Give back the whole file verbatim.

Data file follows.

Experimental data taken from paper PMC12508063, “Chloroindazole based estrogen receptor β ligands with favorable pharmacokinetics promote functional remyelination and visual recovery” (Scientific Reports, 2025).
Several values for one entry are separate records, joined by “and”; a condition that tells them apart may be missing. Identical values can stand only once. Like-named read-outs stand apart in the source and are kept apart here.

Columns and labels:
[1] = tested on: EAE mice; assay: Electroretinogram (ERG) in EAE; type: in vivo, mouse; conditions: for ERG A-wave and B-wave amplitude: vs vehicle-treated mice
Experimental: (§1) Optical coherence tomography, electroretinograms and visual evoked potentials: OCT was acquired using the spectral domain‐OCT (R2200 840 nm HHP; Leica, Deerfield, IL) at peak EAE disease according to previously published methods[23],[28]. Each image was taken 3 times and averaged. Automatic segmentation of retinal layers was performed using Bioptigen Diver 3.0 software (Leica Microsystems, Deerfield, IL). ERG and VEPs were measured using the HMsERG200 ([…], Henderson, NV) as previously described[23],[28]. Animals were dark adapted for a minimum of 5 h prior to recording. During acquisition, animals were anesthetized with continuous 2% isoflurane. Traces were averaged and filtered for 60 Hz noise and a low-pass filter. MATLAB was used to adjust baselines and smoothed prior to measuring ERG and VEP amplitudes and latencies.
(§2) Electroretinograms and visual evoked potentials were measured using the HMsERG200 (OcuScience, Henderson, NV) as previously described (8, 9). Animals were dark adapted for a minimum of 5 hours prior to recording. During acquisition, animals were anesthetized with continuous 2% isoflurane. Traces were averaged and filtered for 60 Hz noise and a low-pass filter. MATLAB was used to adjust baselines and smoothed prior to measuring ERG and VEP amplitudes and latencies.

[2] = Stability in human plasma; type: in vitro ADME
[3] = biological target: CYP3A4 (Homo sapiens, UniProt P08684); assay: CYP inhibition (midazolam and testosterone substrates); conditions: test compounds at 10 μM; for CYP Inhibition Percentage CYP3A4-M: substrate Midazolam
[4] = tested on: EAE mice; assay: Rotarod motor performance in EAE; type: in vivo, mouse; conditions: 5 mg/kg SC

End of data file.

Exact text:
Experimental data taken from paper PMC12508063, “Chloroindazole based estrogen receptor β ligands with favorable pharmacokinetics promote functional remyelination and visual recovery” (Scientific Reports, 2025).
Several values for one entry are separate records, joined by “and”; a condition that tells them apart may be missing. Identical values can stand only once. Like-named read-outs stand apart in the source and are kept apart here.

Columns and labels:
[1] = tested on: EAE mice; assay: Electroretinogram (ERG) in EAE; type: in vivo, mouse; conditions: for ERG A-wave and B-wave amplitude: vs vehicle-treated mice
Experimental: (§1) Optical coherence tomography, electroretinograms and visual evoked potentials: OCT was acquired using the spectral domain‐OCT (R2200 840 nm HHP; Leica, Deerfield, IL) at peak EAE disease according to previously published methods[23],[28]. Each image was taken 3 times and averaged. Automatic segmentation of retinal layers was performed using Bioptigen Diver 3.0 software (Leica Microsystems, Deerfield, IL). ERG and VEPs were measured using the HMsERG200 ([…], Henderson, NV) as previously described[23],[28]. Animals were dark adapted for a minimum of 5 h prior to recording. During acquisition, animals were anesthetized with continuous 2% isoflurane. Traces were averaged and filtered for 60 Hz noise and a low-pass filter. MATLAB was used to adjust baselines and smoothed prior to measuring ERG and VEP amplitudes and latencies.
(§2) Electroretinograms and visual evoked potentials were measured using the HMsERG200 (OcuScience, Henderson, NV) as previously described (8, 9). Animals were dark adapted for a minimum of 5 hours prior to recording. During acquisition, animals were anesthetized with continuous 2% isoflurane. Traces were averaged and filtered for 60 Hz noise and a low-pass filter. MATLAB was used to adjust baselines and smoothed prior to measuring ERG and VEP amplitudes and latencies.

[2] = Stability in human plasma; type: in vitro ADME
[3] = biological target: CYP3A4 (Homo sapiens, UniProt P08684); assay: CYP inhibition (midazolam and testosterone substrates); conditions: test compounds at 10 μM; for CYP Inhibition Percentage CYP3A4-M: substrate Midazolam
[4] = tested on: EAE mice; assay: Rotarod motor performance in EAE; type: in vivo, mouse; conditions: 5 mg/kg SC